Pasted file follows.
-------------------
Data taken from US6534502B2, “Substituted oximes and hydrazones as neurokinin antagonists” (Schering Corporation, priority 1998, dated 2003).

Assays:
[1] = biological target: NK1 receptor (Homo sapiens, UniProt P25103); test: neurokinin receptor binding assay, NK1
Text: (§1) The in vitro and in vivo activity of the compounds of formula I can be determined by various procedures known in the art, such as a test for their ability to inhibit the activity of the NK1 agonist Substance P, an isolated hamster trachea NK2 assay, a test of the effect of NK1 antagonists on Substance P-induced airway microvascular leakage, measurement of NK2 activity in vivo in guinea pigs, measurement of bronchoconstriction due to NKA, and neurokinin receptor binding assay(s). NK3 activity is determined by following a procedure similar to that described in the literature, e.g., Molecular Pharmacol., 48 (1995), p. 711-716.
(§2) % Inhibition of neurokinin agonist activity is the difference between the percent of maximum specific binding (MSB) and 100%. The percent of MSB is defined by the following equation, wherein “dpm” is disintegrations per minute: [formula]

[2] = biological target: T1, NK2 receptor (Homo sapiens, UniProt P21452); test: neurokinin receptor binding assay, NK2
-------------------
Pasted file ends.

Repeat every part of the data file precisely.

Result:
Data taken from US6534502B2, “Substituted oximes and hydrazones as neurokinin antagonists” (Schering Corporation, priority 1998, dated 2003).

Assays:
[1] = biological target: NK1 receptor (Homo sapiens, UniProt P25103); test: neurokinin receptor binding assay, NK1
Text: (§1) The in vitro and in vivo activity of the compounds of formula I can be determined by various procedures known in the art, such as a test for their ability to inhibit the activity of the NK1 agonist Substance P, an isolated hamster trachea NK2 assay, a test of the effect of NK1 antagonists on Substance P-induced airway microvascular leakage, measurement of NK2 activity in vivo in guinea pigs, measurement of bronchoconstriction due to NKA, and neurokinin receptor binding assay(s). NK3 activity is determined by following a procedure similar to that described in the literature, e.g., Molecular Pharmacol., 48 (1995), p. 711-716.
(§2) % Inhibition of neurokinin agonist activity is the difference between the percent of maximum specific binding (MSB) and 100%. The percent of MSB is defined by the following equation, wherein “dpm” is disintegrations per minute: [formula]

[2] = biological target: T1, NK2 receptor (Homo sapiens, UniProt P21452); test: neurokinin receptor binding assay, NK2